The skirt is draped on one half only, the other half is copied.
4. Next (see Image 2), following the book instructions, I cut off a portion of the toile above the waistline and made snipped into the seam allowance as far as the waistband (the black twill/bolduc tape we placed on our dress form will show through the toile providing a guideline for draping). Pin the fabric to the waistline as you go. Continue cutting off excess toile fabric above waistline, snipping the seam allowance, pinning the waistline and molding the skirt into the waistline.
- Center Front (CF)
- Center Back (CB)
- Side Seam (this skirt has no side seams, so make marks by following your dress form side seam lines)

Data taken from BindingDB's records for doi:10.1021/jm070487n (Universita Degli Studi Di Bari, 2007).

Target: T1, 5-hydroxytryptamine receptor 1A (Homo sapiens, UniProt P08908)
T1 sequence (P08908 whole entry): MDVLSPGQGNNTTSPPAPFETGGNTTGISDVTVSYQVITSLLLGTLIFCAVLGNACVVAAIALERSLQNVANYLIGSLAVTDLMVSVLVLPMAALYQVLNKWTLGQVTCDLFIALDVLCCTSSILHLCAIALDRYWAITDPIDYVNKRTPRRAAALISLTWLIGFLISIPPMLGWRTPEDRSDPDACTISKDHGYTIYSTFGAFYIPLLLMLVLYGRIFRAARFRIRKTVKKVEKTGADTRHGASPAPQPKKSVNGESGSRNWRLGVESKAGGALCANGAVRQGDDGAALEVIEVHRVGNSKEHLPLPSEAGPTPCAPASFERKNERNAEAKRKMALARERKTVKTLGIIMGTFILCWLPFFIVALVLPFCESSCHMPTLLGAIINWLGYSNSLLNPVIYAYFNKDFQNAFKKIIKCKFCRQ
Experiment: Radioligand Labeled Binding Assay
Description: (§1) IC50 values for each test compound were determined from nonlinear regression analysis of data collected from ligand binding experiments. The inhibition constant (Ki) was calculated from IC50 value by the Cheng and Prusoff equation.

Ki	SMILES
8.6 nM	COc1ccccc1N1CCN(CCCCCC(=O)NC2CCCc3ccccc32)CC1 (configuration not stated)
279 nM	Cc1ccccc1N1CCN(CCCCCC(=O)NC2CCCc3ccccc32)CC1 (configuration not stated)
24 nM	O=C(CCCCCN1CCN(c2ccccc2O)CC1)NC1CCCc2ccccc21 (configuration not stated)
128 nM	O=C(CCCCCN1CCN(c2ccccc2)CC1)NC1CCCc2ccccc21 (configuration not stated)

- Hip Height (HH)
It is always recommended to provide some control points or notches to be able to match seams.
I also marked the skirt length using a hem marker (in the book it is done at a later stage, when the toile is marked flat on a table)
10. Try the skirt on and check that everything is correct.
Hooray! The first draping project is complete. What next? Iron the toile, starch it (optional) and use it as a pattern.
I have two skirts line up for this style. One using a relatively stiff abstractly striped grey fabric, and another one - a plaid. For the plaid skirt I am planning to do a petticoat. Both will be a part of my Mad Men Project - creating a 60s wardrobe inspired by the series.